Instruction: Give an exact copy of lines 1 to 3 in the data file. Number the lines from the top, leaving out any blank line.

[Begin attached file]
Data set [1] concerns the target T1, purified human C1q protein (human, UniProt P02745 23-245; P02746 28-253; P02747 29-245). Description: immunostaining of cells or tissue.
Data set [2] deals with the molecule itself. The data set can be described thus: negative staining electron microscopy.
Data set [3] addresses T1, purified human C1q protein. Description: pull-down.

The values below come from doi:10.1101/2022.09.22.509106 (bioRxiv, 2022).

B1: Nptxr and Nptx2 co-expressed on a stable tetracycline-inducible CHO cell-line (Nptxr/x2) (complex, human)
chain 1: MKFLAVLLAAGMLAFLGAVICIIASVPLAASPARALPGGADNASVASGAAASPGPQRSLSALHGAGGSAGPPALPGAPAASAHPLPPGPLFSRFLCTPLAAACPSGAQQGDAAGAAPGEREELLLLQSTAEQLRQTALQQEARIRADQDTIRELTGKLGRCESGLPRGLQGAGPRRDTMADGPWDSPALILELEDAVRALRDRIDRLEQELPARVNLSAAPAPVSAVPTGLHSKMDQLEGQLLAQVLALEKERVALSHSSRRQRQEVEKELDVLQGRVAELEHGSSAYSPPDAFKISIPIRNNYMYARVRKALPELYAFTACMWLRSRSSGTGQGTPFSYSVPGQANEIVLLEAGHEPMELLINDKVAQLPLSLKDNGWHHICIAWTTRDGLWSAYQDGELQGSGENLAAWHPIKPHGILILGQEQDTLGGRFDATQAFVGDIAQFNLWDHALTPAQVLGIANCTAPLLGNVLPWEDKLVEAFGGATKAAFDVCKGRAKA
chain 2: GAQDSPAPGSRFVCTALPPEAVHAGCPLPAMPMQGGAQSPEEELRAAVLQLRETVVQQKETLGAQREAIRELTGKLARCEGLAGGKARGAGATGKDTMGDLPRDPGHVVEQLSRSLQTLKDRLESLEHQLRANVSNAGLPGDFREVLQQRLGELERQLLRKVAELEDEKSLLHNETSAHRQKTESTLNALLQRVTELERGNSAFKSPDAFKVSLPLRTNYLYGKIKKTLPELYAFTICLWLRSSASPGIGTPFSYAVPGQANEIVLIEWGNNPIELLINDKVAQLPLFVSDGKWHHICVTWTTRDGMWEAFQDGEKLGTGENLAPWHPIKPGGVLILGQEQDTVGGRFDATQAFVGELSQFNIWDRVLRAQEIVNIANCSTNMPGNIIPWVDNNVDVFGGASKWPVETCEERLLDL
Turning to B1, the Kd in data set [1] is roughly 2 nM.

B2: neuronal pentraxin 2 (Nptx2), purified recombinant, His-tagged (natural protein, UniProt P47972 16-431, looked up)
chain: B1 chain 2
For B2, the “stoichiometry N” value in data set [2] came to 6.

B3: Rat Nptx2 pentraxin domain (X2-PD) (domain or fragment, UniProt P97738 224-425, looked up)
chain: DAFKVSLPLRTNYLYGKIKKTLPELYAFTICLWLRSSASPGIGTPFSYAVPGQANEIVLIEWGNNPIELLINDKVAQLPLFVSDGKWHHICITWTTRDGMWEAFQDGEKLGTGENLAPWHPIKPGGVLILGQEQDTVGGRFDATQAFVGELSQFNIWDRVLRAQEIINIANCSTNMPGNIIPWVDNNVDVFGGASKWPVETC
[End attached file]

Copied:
Data set [1] concerns the target T1, purified human C1q protein (human, UniProt P02745 23-245; P02746 28-253; P02747 29-245). Description: immunostaining of cells or tissue.
Data set [2] deals with the molecule itself. The data set can be described thus: negative staining electron microscopy.
Data set [3] addresses T1, purified human C1q protein. Description: pull-down.